The raw materials used for the construction of the base sections consisted of FBC spent bed, PCC fly ash, crushed limestone coarse aggregate, and tap water. The chemical properties of FBC spent bed, obtained from a plant burning high-sulfur Illinois coal, are shown in Table 1. Its saturated surface dry specific gravity and absorption were calculated at 2.19 and 14.61 percent, respectively. The fineness modules of the FBC spent bed, obtained via a sieve analysis, indicated a value of 1.8. The PCC class F fly ash selected for this project complied with the requirement of ASTM C 618 (5). Its chemical compositions are also shown in Table 1. The crushed limestone coarse aggregate had a maximum nominal size of 19 millimeters (I inch) and saturated surface dry specific gravity of 2.67. Initial mixture design testings were conducted in the laboratory to ascertain appropriate FBC spent bed to PCC fly ash ratios and mixture moisture contents (6). The dry quantities of the matrix constituents, expressed in terms of percent by mass of total dry solids, are shown in Table 2, along with the optimum nominal moisture content and air-dry density of the compacted base sections. Core samples (76 x 152 millimeters (3 x 6 inch)) taken at different ages were tested for compression (ASTM C 39), splitting-tension (ASTM C 496), modulus of elasticity (ASTM C 469), length change (ASTM C 157), and resistance to freezing and thawing (ASTM D 560, fully submerged).
|TABLE 1 Chemical Compositions of FBC Spent Bed and PCC Fly Ash|
|Chemical Composition||FBC Spent Bed||PCC Fly Ash||Fly Ash Specifications (ASTM C 618)|
|Silicon Oxide (SiO2)||9.70||49.10|||
|Aluminum Oxide (A12O3)||3.69||25.50|||
|Iron Oxide (Fe2O3)||2.16||16.60|||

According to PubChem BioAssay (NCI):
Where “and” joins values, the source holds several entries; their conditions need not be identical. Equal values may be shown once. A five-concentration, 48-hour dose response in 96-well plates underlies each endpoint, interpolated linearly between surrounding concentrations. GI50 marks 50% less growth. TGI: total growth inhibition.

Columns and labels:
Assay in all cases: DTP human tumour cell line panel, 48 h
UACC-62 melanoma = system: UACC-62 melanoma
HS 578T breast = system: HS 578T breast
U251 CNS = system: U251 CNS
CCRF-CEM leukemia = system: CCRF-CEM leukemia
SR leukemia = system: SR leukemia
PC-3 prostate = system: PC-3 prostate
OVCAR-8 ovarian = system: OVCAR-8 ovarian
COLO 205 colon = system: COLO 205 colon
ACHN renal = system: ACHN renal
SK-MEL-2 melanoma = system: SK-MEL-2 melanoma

|Total (SiO2+A12O3+Fe2O3)||15.55||91.20||50.0 Minimum, Class C
70.0 Minimum, Class F
|Sulfur Trioxide (SO3)||24.42||0.50||50.0 Maximum|
|Calcium Oxide (CaO)||53.10||1.56||Less than 10%, Class F
More than 10%, Class C
|Magnesium Oxide (MgO)||0.88||0.89|||
|Loss on Ignition||0.80||0.38||6.0 Maximum|
|Free Moisture||0.0||0.16||3.0 Maximum|
|Water of Hydration||2.65||0.0|||
|Available Alkalies as Na2O||N/A||0.08||1.5 Maximum|
|TABLE 2 Mixture Proportion Details|
|Mix. No.||FBC Spent Bed (%)||PCC Fly Ash (%)||Limestone Coarse Aggregate (%)||Nominal Moisture Content (%)||Air-Dry Density (Kg/m3)|
Note: All percentages are by mass of total dry solids 1 pfc=16.02 Kg/m3
RESULTS AND DISCUSSION
When pozzolan silicates and aluminates of PCC fly ash combine with hydrated lime supply by FBC spent bed, cementitious products such as calcium silicate and calcium aluminate hydrates are formed. These reactions are combined with calcium sulfate of FBC, in the presence of sufficient water and temperature, to form expansive reactions called ettringite. Thus, combination of FBC spent bed and PCC fly ash poses the question of internal sulfate attack which may be accompanied by severe expansion and loss of strength.
The linear expansion of the base course FBC/PCC roller compacted concretes is depicted in Figure 1. The expansion strains were minimal and stabilized after six weeks from the date of construction and, since then, remained unchanged. The increase in fly ash content resulted in a lower expansion due to (1) reduced availability of gypsum and mixing water and (2) increased paste quality which, in turn, improved the ability of mixtures to resist sulfate attack.